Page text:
06:00     Social Event

Thursday, October 28
08:30 - 09:00     Breakfast
09:00 - 10:00     Keynote Address
Dennis E. Wisnosky -
Semantic Technology in the Department of Defense,
Business Mission Area

Dennis Wisnosky, Business Mission Area Chief Architect and CTO of the
Department of Defense, brings his expert guidance to the STIDS 2010
conference. Could semantic technologies, notably data constructed
with RDF OWL, and capabilities delivered as services within a SOA
be a new paradigm for business intelligence and business applications?
Dennis will talk about the strategy, current initiatives and challenges
related to the use of Semantic Technology in the DoD, and discuss the
Departments early Proof of Delivery (PoD) projects designed to test
the limits of both semantic technologies and the ability of the
organization to use them effectively. (Bio)

10:00 - 10:30     Coffee Break
10:30 - 12:00     Parallel Session

Research Session 3 - Chair: Richard Markeloff
10:30 - 11:15     Using Ontological Information to Enhance Responder
Availability in Emergency Response
paper        presentation
Paul Ngo and
Duminda Wijesekera
George Mason University

Ensuring effective communications during emergencies is an important issue for any functional government. One way to address this issue is to ensure the availability of the key personnel capable of making the appropriate decisions and taking timely actions with sufficient resources. Many XML-based languages such as the Emergency Data Exchange Language (EDXL) and associated Common Alert Protocol (CAP) have been designed to provide a basis for such communications. To ensure that messages are delivered in a timely manner, we propose some role and task based ontological enhancements for these languages. We show by example how the ontological enhancements can be used to enhance availability of emergency personnel in case of a need.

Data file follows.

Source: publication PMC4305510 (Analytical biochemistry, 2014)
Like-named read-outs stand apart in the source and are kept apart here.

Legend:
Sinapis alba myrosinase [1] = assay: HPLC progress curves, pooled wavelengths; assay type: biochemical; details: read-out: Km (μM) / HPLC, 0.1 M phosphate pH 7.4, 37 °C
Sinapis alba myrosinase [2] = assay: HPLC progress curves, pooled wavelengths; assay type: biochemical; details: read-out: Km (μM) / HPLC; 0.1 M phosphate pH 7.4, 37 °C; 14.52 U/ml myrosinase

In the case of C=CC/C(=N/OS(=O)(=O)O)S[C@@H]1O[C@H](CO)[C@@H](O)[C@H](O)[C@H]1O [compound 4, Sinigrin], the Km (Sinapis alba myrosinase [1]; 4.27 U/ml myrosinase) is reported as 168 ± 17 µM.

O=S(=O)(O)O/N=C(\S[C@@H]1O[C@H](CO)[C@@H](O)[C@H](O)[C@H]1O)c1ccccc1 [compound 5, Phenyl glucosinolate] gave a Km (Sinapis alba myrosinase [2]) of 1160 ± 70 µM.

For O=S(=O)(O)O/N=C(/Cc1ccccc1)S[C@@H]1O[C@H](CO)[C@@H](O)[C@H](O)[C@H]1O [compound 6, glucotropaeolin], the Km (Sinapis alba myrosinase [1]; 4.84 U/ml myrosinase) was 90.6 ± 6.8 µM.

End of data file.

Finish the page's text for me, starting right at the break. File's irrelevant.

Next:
11:15 - 12:00     Patient-Centric Secure-and-Privacy-Preserving
Service-Oriented Architecture for Health
Information Integration and Exchange
paper        presentation
Mahmoud Awad and
Larry Kerschberg
George Mason University

In this paper, we propose a secure and privacy-preserving Service Oriented Architecture (SOA) for health information integration and exchange in which patients are "part owners" of their medical records, have complete ownership of their integrated health information and decide when and how data is modified or exchanged between healthcare providers or insurance companies. This architecture is different from integrated Personal Health Record (PHR) such as Google Health and Microsoft HealthVault in that electronic health records are not stored in online databases but instead are aggregated on-demand using web service requests. Web service providers working on behalf of the patients do not keep copies of the complete EHR but instead provide a pass- through service, and would require PKI-based security certificates to initiate health information exchange.

Applications Session 3 - Chair: Mike Dean
10:30 - 11:15     The Application of a Course-of-Action Ontology
to Support OPFOR COA Selection and Assessment
paper        presentation
Timothy Darr, Richard Mayer
and Perakath Benjamin
Knowledge-Based Systems, Inc.

This paper describes the application of a course-of-action (COA) ontology to a demonstration scenario that the authors' company participated in that included a task to forecast the COAs to be executed by a simulated insurgent opposing force (OPFOR). The COA ontology includes standard decision-theoretic concepts to describe preference models from the perspective of an insurgent group for the purpose of predicting possible OPFOR COAs. The OPFOR preference structure is represented as a preference graph that visually displays the ranking of the COAs, from the perspective of the OPFOR decision maker, highlighting the most and least preferred COAs.